Saturday, January 05, 2008

Economist Obit Interview

Sorry to keep talking about the Economist, but I heard this piece on the radio yesterday morning and couldn't resist passing it along. It's an interview with Ann Wroe, the Economist's current obituary writer. It can be a real challenge to read an entire issue of the Economist cover-to-cover each week, but I always make sure I at least flip to the back and read the obituary. I find the form and subjects of the Economist's obits much more compelling than obituaries in other publications. They are long, at least by obituary standards, and they always manage to profile people who lived profoundly interesting lives. This week's subject is obviously Benazir Bhutto, but in weeks where no one's death is at the top of international headlines, they usually manage to find people who, to reuse a compliment from the world of art, were much more influential than well-known. Often times, I've either never heard of the person they are remembering or I have heard of the person but had no idea that he or she had passed away. Aviation pioneer Freddie Laker and avant garde composer Karlheinz Stockhausen are two relatively recent examples of the latter. The Economist's obituary page is neither afraid to talk about the flaws of those who have passed away, nor is it afraid to eulogize people whose passing has probably made the world a better place. Non-subscribers can read the past year's worth of obits for free online. Check it out sometime.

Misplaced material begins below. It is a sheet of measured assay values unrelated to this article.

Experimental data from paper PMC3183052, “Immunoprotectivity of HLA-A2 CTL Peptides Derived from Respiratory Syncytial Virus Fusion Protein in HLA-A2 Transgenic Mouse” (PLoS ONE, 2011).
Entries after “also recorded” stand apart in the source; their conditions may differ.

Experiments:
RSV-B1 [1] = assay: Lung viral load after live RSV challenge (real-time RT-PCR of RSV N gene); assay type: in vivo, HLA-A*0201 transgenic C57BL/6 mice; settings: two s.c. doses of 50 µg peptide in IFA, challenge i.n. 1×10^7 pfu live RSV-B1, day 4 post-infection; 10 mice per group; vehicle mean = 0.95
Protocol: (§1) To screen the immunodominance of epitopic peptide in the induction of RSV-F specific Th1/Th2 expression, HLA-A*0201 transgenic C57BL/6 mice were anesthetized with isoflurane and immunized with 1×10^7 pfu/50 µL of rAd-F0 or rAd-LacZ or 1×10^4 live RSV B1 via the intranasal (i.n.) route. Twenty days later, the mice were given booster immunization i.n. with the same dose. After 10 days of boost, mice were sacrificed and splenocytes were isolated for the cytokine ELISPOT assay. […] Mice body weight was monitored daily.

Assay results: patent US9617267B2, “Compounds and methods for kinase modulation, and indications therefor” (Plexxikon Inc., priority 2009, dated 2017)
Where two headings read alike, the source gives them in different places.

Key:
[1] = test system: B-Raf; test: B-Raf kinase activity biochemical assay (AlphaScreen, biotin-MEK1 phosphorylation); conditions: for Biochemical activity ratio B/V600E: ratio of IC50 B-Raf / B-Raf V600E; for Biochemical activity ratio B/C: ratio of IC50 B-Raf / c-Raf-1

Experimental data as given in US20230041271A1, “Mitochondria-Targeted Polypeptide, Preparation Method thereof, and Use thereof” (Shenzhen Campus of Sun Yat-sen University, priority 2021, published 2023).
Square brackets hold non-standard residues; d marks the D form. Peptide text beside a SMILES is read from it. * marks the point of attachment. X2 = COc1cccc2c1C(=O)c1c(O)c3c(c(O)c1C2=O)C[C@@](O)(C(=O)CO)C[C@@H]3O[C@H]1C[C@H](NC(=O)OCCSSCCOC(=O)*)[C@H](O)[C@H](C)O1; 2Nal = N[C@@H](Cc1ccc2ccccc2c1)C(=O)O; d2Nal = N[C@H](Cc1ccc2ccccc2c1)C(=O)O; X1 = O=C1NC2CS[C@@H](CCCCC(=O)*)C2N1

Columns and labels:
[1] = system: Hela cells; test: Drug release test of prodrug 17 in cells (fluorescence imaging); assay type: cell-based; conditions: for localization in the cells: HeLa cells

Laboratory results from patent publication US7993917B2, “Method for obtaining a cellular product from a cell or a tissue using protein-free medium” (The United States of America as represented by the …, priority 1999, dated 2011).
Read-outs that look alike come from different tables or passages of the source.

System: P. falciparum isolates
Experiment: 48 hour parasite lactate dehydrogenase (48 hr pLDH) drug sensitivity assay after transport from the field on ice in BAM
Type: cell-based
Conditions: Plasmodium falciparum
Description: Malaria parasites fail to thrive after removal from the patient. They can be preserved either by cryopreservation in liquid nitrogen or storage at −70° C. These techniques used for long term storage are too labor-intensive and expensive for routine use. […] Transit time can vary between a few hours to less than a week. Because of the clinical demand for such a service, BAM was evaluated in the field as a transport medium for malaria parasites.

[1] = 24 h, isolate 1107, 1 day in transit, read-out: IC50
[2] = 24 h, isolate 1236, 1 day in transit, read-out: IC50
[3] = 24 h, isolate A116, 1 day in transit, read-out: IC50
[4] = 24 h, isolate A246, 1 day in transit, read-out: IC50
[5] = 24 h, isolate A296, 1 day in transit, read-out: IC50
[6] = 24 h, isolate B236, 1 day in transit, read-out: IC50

Alan said...

Yeah, I agree the obituaries are typically pretty good. There have been some interesting people I knew nothing about.

Speaking of interesting, I thought the article in the December issue that talked about the hunter/gathers who live on North Sentinel Island very interesting.

dhodge said...

I must have missed that article. I've got behind of my Economist reading on vacation and I've been struggling to catch up. I'll have to dig up that article.